At a pre-trials news conference last weekend, Lochte was asked what would qualify as success for him in Omaha. "Success would be making the Olympic team, and not just making the Olympic team, but going to Tokyo and getting another medal," he said. He'll have to improve upon Thursday's time significantly to do that.

"But also ... there's two sides to that," he continued. "Just being here, and giving it one more shot, I feel like is success too."

Ryan Lochte's reformed life

Lochte says he has changed over the five years since Rio. He hasn't completely ditched the rock star persona that endeared him to sponsors and fans alike — and that then led to his downfall. But, as he said last weekend: "There's more to life than just being a rock star." In the months before trials, he granted several interviews, acknowledging his faults and selling himself as a reformed "family man."

The reform began in earnest in 2018. Lochte's first suspension was for his Rio antics. USA Swimming and the U.S. Olympic and Paralympic Committee banned him for 10 months. Around a year after his reinstatement, he was banned another 14 months by the U.S. Anti-Doping Agency for receiving an illegal IV infusion. His own Instagram post had outed him.

A few months into that second suspension, Lochte found himself in a familiar place: TMZ headlines. He'd drunkenly tried to kick down his own hotel room door around 3 a.m. in Southern California. He soon admitted he had a "serious" problem. He'd been drinking heavily his entire adult life. At times, in some circles, he'd been celebrated for it. Now, he sought treatment. He spent six weeks in an outpatient program. He didn't give up alcohol entirely, but he slowed down. And he learned about himself.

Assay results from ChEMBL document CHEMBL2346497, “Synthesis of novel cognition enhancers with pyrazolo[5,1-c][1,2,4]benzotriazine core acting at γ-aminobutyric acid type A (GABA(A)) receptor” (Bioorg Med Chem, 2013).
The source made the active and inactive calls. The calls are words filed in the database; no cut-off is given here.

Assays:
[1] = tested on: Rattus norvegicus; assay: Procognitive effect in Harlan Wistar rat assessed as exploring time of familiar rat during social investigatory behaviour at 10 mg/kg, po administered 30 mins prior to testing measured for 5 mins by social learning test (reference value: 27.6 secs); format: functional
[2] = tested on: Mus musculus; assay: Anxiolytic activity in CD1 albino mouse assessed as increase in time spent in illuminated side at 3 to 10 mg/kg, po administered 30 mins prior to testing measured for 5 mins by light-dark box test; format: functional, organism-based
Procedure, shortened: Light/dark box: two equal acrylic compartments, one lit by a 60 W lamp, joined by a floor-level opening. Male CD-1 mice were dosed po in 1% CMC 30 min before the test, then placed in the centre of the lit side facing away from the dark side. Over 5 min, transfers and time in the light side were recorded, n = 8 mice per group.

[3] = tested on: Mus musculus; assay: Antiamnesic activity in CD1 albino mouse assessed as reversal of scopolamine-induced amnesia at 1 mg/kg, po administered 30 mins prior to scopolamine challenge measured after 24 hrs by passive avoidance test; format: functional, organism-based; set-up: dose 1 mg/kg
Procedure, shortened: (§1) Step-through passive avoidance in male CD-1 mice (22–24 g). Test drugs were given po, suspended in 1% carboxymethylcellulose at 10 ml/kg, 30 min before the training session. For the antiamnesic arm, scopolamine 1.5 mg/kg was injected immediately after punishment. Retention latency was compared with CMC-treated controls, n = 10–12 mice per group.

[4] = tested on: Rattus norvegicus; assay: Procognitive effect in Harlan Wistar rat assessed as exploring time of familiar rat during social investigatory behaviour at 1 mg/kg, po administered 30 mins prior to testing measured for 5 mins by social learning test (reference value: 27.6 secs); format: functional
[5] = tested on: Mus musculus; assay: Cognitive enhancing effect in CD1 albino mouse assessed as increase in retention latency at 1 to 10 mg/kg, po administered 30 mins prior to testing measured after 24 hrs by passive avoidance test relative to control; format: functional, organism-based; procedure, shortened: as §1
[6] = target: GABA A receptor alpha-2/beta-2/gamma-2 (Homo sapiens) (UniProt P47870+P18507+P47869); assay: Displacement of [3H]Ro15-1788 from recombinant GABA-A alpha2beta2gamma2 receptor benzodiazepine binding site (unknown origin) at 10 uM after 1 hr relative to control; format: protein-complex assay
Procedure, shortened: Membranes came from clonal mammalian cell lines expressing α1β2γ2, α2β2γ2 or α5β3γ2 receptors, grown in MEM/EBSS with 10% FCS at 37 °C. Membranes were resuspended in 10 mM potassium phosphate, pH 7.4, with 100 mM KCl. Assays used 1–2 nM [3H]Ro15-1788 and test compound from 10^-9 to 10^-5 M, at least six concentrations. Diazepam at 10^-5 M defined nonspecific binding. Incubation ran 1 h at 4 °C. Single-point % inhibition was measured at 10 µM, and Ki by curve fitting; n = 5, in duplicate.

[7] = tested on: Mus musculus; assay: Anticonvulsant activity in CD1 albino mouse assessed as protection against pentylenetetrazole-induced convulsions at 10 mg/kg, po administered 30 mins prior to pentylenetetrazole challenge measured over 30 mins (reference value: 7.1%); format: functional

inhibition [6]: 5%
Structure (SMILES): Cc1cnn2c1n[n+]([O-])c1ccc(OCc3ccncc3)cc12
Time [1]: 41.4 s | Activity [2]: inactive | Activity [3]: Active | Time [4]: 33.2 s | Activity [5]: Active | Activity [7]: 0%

Per his own telling, he soon reprioritized his life. He dedicated himself to his wife, Kayla Rae Reid, a model; and to their two children, Caiden (now 4 years old) and Liv (2). Lochte spends most of his non-swimming time with them, at their new Florida home, running around the backyard or living room, his life still chaotic but now in a much different way.

Lochte on Rio 'wake-up call' 

After Thursday night's swim, a swim he admittedly "messed up," Lochte made a beeline for the kids. Caiden and Liv – who turned 2 on Thursday – were decked out in matching stars-and-stripes outfits. Lochte hoisted Liv into his arms.

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The entire Lochte clan will be at the CHI Health Center on Friday night for Lochte's final shot at a final shot in Tokyo. But no matter what happens ... "Outside of the pool, I am successful," Lochte said last weekend. "I have a family now, which is the best thing ever. So, to me, I'm winning. Swimming is just a cherry on top."

When asked to reflect on Rio, he said, in part: "It needed to happen because everything that was happening in my life, it was just going down a dark hole." He said he's a believer in the mantra that "everything happens for a reason." This, he said, "was someone saying, 'You need to wake up and smell the coffee.'

"So, I mean, I had a wake-up call. And now I'm the happiest person ever."